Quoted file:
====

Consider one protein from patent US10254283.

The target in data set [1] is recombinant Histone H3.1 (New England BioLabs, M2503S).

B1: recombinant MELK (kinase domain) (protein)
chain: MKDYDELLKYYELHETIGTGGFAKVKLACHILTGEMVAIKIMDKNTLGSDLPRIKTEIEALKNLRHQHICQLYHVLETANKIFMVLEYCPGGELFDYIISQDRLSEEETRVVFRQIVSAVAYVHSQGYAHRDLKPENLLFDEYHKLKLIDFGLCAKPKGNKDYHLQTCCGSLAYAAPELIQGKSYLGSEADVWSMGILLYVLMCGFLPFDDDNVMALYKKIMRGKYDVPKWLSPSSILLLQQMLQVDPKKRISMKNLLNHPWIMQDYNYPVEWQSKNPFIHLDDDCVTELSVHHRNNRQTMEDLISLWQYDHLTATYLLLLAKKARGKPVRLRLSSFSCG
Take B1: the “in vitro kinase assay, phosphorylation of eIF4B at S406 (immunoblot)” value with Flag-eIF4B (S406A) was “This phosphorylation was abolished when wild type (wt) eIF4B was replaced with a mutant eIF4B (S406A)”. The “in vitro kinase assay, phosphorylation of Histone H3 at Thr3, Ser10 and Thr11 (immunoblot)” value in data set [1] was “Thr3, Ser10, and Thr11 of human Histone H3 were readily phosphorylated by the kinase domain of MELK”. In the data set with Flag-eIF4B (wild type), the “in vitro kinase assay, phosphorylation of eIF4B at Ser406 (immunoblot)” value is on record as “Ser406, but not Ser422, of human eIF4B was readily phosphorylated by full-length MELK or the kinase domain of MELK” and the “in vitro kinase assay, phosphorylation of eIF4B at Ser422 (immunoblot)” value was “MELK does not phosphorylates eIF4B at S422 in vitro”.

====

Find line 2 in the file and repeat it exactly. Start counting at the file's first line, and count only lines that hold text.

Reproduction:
The target in data set [1] is recombinant Histone H3.1 (New England BioLabs, M2503S).